BEVERLY HILLS—On Monday, June 8, the city of Beverly Hills released a statement acknowledging the need for discussion and transparency on policies and procedures regarding the use of force. One of the steps they are taking to achieve this initiative is comparing the Beverly Hills Police Department’s policies to “8CantWait” recommendations.
“8CantWait” was launched by Campaign Zero, a research-based platform with the mission of ending police brutality, to provide eight procedural rules that the campaign claims will decrease police violence. The hashtag for this campaign, #8CantWait, has been trending on social media, with endorsements from celebrities like Oprah and Ariana Grande.
“The average police department reviewed has adopted only three of the eight policies identified as placing clear restrictions on police use of force,” the study reported. “No police department has implemented all eight.”
The eight policies involve banning chokeholds, strangleholds and carotid restraints, requiring de-escalation, requiring warning before shooting, exhausting all alternatives before shooting, duty to intervene, banning shooting at moving vehicles, requiring use of force continuum, and requiring comprehensive reporting.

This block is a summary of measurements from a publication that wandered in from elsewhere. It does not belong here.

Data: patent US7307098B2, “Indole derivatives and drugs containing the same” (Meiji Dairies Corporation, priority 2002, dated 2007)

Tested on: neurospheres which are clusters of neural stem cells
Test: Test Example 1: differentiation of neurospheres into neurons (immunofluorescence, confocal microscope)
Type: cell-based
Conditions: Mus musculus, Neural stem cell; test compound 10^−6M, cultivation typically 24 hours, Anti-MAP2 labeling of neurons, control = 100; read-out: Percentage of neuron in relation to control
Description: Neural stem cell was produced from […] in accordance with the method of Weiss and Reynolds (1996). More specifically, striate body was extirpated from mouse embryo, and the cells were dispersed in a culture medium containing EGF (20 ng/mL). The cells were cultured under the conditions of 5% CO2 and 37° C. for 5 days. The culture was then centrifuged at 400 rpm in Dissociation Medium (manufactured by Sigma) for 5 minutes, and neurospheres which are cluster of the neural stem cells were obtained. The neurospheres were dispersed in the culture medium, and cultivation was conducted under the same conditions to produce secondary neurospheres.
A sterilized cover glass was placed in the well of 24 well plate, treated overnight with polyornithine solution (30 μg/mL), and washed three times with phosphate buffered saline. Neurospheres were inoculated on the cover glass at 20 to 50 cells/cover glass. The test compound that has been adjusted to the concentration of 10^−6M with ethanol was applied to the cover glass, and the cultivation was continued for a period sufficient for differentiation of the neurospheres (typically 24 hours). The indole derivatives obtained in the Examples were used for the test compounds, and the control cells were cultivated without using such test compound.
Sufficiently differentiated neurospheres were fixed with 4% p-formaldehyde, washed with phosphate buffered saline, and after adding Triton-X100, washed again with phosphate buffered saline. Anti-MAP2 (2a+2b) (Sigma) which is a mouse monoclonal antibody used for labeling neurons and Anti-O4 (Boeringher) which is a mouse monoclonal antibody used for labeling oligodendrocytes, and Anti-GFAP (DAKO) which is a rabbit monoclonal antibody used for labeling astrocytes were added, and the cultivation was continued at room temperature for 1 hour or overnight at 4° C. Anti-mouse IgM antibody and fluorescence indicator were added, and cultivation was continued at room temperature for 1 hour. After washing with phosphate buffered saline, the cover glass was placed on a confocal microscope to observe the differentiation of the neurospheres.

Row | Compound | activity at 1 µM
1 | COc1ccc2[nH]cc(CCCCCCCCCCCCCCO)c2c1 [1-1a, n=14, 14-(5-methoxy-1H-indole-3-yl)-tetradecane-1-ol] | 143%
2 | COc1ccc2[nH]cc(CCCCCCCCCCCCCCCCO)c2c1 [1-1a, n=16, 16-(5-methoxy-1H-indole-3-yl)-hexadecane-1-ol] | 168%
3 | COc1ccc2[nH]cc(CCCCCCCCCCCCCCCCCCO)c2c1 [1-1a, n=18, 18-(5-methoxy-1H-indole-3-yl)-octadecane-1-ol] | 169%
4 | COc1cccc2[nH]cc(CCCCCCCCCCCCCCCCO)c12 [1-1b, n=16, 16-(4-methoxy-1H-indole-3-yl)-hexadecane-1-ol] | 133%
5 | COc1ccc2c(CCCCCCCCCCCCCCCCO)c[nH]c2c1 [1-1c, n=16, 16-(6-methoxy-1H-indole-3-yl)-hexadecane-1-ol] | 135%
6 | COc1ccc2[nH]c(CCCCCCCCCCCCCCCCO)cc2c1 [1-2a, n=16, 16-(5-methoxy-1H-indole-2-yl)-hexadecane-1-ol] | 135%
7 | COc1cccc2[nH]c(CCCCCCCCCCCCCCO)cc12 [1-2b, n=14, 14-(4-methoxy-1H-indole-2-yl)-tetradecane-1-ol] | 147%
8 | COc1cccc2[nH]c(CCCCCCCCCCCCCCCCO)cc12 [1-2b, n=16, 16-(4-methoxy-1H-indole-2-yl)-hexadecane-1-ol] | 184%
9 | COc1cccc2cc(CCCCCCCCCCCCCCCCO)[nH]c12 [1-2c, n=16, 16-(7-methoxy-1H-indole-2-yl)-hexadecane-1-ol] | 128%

According to the 8CantWait website, the city of Beverly Hills only follows three of these policies: requiring warning before shooting, exhausting all alternatives before shooting, and requiring use of force continuum.
In the statement released from the BHPD, the police department claims to have additionally prohibited the use of chokeholds and strangleholds and suspended the use of carotid restraints. They also state that de-escalation techniques are regularly used, officers are required “to intercede to prevent the use of unreasonable force,” and written reports are required for every use of force.
According to the statement, BHPD policy states that officers are only allowed to shoot at a moving vehicle “when there are no other reasonable means available to address the threat of great bodily harm posed by the vehicle.”
The city has expressed a desire to listen to community feedback which can be provided at beverlyhills.org/TIP.